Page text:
Lower LT50 indicates a higher frost tolerance and would result in higher survival rates, smaller WDD, and less cold damage to the plant. Thus, when the survival probability and crown temperature are low, the WDD will be high (Vico et al., 2014).
Lu et al. (2017) also implemented a relationship between frost damage described above and the subsequent growth or carbon allocation of the plant. Whenever the survival factor is less than 1, a small amount of leaf carbon (5 gC m−2 per model time step) and a small amount of leaf nitrogen (scaled by the prescribed C∕N target ratios; see Table 1 and Table A2) are transferred to the soil carbon and nitrogen litter pool, thus simulating a reduction in growth and/or damage of small and young leaves and seedlings. Additionally, in order to simulate more drastic and instantaneous damage or death of the plant due to a longer duration of lethal temperatures (most likely to occur in spring when the plant has emerged and is close to or already fully vernalized), a second frost damage function is implemented. When WDD > 1∘ d, the frost damage function is triggered, leading to crop damage by transferring leaf carbon (amount scaled by the survival probability (1−fsurv)) to the soil carbon litter pool.
A more detailed description of these routines can be found in the source literature (Lu et al., 2017, and references therein).
2.2.2 Crop-specific parameterization
In order to yield a reasonable representation of agricultural areas on the regional scale in future studies, the default parameter set was extended with specific crop parameters for sugar beet, potatoes, and winter wheat based on the characteristics of our study sites to better fit the observed plant phenology and energy fluxes at the simulation sites.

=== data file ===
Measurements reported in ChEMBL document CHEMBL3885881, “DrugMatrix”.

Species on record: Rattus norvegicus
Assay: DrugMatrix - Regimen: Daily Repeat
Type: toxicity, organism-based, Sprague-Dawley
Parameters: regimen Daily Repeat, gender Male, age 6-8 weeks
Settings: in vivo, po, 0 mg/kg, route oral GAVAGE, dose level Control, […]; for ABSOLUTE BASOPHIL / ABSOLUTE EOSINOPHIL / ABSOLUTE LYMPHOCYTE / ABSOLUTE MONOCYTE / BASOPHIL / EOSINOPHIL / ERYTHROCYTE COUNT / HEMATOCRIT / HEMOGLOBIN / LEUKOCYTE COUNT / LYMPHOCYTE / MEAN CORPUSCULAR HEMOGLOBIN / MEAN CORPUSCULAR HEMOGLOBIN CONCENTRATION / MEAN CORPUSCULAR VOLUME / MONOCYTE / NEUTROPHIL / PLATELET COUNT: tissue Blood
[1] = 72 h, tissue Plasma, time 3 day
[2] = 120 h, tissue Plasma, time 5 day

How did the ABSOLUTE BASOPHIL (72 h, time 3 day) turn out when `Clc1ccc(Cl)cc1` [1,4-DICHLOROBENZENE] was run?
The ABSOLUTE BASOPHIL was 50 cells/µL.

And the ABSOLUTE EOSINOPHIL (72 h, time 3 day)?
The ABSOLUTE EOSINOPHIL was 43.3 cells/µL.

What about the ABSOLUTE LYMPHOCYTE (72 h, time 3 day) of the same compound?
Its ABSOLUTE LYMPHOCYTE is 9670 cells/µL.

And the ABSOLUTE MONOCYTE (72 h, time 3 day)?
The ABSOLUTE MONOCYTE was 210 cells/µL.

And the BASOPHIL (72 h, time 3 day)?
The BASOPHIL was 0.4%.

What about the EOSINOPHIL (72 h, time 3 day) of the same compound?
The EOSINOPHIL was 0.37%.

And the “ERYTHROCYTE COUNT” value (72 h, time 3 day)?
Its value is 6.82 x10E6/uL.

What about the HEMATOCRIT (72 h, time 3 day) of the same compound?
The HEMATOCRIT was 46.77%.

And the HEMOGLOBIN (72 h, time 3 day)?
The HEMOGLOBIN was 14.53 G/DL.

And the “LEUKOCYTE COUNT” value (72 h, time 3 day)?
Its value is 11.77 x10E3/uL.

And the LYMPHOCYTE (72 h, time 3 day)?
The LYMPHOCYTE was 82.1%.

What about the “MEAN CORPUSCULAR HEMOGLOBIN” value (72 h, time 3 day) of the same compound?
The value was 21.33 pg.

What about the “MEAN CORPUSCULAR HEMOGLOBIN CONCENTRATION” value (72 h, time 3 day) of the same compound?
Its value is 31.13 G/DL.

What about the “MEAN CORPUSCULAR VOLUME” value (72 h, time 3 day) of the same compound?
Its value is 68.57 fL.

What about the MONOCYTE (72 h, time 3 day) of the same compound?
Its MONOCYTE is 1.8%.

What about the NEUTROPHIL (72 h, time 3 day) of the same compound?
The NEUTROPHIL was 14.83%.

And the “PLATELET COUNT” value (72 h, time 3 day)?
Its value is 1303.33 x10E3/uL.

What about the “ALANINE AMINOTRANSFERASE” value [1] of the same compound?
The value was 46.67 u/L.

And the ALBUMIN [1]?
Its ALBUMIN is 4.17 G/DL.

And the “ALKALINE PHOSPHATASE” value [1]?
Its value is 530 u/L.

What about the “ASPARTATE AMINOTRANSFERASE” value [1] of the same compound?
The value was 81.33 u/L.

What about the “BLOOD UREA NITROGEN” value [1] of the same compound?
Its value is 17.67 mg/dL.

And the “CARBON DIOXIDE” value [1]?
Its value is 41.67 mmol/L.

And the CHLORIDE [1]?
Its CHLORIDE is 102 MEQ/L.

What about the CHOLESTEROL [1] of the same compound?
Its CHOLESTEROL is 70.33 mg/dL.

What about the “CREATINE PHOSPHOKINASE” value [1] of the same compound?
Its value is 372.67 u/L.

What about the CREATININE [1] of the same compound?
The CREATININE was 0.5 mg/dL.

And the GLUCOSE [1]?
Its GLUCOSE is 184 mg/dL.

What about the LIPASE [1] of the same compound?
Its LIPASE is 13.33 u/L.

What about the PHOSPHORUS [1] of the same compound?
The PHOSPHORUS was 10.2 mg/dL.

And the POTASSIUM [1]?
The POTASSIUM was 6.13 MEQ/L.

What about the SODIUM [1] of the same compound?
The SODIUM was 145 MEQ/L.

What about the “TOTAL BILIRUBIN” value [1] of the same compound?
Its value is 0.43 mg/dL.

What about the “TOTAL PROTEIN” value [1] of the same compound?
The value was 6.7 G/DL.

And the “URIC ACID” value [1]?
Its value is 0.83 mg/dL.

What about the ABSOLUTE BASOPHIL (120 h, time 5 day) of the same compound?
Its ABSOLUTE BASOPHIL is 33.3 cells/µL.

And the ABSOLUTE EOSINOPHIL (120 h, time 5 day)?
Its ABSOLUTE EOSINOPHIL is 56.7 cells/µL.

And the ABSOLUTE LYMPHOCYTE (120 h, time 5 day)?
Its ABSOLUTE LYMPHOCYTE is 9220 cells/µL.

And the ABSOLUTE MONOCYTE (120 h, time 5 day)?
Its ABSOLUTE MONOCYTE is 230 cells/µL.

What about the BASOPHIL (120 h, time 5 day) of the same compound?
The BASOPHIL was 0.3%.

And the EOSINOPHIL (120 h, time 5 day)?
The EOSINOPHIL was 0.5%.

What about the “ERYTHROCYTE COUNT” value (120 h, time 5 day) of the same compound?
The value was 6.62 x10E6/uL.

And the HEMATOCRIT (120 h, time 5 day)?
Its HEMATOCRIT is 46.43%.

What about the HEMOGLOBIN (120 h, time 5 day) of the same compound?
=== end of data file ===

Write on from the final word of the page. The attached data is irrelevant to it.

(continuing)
The CFTs sugar beet and potatoes are merged to the spring wheat CFT on the default parameter scheme due to the lack of crop-specific parameters for these crops. For winter wheat there is a preexisting default parameter set available in CLM5. However, this default parameterization performed poorly in representing the crop phenology for the evaluated study sites in this study. This was also reported in an earlier study by Lu et al. (2017). Thus, crop-specific parameters were added for sugar beet, potatoes, and winter wheat. The parameters to be modified were selected taking into account the sensitivity analysis and parameter estimation studies by Post et al. (2017) (for version 4.5), Cheng et al. (2020), and Fisher et al. (2019) (for version 5.0). Key parameters as identified by previous studies (Sulis et al., 2015; Post et al., 2017; Lu et al., 2017; Fisher et al., 2019; Cheng et al., 2020) are listed in Table 1. These parameters were added with values from the literature or site-specific observations to match observed values. General phenology parameters such as the maximum canopy height, planting temperatures, maximum LAI, maximum and minimum planting dates, and days for growing were adjusted according to field data, including planting and harvest dates. A list of plant types and planting and harvest dates is provided in Table A1. C∕N ratios in leaves and roots for wheat and sugar beet were adapted from Whitmore and Groot (1997), Gan et al. (2011), Sánchez-Sastre et al. (2018), and Zheng et al. (2018). The specific leaf area (slatop) and the fraction of leaf N in RuBisCo (flnr) for sugar beet and winter wheat were taken from Sulis et al. (2015) and references therein and also adopted for potatoes.